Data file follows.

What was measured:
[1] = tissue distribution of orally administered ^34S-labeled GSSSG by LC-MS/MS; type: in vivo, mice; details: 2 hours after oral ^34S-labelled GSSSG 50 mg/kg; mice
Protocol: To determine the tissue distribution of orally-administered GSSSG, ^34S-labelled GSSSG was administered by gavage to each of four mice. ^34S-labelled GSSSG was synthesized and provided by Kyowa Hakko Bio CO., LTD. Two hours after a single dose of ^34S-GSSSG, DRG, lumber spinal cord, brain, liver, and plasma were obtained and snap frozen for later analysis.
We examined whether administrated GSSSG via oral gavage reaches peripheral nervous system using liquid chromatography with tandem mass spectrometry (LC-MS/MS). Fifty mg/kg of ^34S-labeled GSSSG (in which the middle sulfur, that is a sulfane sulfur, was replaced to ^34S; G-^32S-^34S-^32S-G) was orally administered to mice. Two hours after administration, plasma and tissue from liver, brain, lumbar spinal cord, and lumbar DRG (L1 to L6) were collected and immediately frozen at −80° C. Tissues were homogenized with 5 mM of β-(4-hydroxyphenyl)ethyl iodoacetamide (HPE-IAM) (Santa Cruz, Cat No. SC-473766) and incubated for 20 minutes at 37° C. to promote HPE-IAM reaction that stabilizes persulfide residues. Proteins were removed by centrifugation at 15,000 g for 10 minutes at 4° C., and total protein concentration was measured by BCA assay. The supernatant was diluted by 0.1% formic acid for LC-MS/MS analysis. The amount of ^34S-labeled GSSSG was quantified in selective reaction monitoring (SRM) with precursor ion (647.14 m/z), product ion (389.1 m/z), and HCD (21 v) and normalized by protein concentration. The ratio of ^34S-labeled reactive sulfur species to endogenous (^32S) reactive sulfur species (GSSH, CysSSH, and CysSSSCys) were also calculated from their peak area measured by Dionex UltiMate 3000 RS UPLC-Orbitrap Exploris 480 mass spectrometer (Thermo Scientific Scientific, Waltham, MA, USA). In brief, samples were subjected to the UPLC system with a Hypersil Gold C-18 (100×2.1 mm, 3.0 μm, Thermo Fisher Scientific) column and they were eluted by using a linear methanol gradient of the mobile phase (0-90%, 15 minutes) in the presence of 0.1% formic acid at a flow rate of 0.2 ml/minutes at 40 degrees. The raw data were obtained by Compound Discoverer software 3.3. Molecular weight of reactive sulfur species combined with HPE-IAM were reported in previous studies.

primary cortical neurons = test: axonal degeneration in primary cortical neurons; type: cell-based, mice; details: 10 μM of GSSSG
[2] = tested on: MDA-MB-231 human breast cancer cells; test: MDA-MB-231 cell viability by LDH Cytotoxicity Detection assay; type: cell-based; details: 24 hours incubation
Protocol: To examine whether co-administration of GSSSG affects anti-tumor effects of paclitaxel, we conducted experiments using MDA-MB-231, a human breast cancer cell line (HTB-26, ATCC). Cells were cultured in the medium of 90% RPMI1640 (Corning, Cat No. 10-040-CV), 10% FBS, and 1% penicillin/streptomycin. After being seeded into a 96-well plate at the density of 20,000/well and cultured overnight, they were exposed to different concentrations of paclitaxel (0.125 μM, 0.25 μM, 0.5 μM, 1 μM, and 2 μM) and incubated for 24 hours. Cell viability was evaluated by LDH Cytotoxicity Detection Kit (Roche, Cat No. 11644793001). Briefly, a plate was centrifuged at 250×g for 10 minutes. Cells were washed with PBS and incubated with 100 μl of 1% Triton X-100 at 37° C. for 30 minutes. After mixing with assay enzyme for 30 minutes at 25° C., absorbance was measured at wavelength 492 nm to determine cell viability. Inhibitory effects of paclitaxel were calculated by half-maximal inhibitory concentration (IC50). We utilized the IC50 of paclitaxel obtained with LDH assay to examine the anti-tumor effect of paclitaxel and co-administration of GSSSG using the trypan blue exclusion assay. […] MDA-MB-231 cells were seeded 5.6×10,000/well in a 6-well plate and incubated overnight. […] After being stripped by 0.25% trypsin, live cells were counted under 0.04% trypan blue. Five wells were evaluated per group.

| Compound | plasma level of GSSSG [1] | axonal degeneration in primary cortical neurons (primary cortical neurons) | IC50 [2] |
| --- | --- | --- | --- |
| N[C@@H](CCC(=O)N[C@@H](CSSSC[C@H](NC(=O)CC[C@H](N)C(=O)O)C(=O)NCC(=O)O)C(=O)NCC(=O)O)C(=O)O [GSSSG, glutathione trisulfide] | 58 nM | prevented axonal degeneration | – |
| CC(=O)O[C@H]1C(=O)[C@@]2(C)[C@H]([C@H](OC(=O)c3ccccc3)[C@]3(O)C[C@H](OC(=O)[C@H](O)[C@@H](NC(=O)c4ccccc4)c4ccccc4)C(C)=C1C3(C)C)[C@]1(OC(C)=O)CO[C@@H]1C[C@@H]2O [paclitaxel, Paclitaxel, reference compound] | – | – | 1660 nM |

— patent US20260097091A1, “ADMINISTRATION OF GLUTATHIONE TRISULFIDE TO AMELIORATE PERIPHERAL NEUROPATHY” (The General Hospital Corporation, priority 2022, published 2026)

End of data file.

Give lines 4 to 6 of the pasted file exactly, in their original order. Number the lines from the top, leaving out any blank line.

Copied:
We examined whether administrated GSSSG via oral gavage reaches peripheral nervous system using liquid chromatography with tandem mass spectrometry (LC-MS/MS). Fifty mg/kg of ^34S-labeled GSSSG (in which the middle sulfur, that is a sulfane sulfur, was replaced to ^34S; G-^32S-^34S-^32S-G) was orally administered to mice. Two hours after administration, plasma and tissue from liver, brain, lumbar spinal cord, and lumbar DRG (L1 to L6) were collected and immediately frozen at −80° C. Tissues were homogenized with 5 mM of β-(4-hydroxyphenyl)ethyl iodoacetamide (HPE-IAM) (Santa Cruz, Cat No. SC-473766) and incubated for 20 minutes at 37° C. to promote HPE-IAM reaction that stabilizes persulfide residues. Proteins were removed by centrifugation at 15,000 g for 10 minutes at 4° C., and total protein concentration was measured by BCA assay. The supernatant was diluted by 0.1% formic acid for LC-MS/MS analysis. The amount of ^34S-labeled GSSSG was quantified in selective reaction monitoring (SRM) with precursor ion (647.14 m/z), product ion (389.1 m/z), and HCD (21 v) and normalized by protein concentration. The ratio of ^34S-labeled reactive sulfur species to endogenous (^32S) reactive sulfur species (GSSH, CysSSH, and CysSSSCys) were also calculated from their peak area measured by Dionex UltiMate 3000 RS UPLC-Orbitrap Exploris 480 mass spectrometer (Thermo Scientific Scientific, Waltham, MA, USA). In brief, samples were subjected to the UPLC system with a Hypersil Gold C-18 (100×2.1 mm, 3.0 μm, Thermo Fisher Scientific) column and they were eluted by using a linear methanol gradient of the mobile phase (0-90%, 15 minutes) in the presence of 0.1% formic acid at a flow rate of 0.2 ml/minutes at 40 degrees. The raw data were obtained by Compound Discoverer software 3.3. Molecular weight of reactive sulfur species combined with HPE-IAM were reported in previous studies.

primary cortical neurons = test: axonal degeneration in primary cortical neurons; type: cell-based, mice; details: 10 μM of GSSSG
[2] = tested on: MDA-MB-231 human breast cancer cells; test: MDA-MB-231 cell viability by LDH Cytotoxicity Detection assay; type: cell-based; details: 24 hours incubation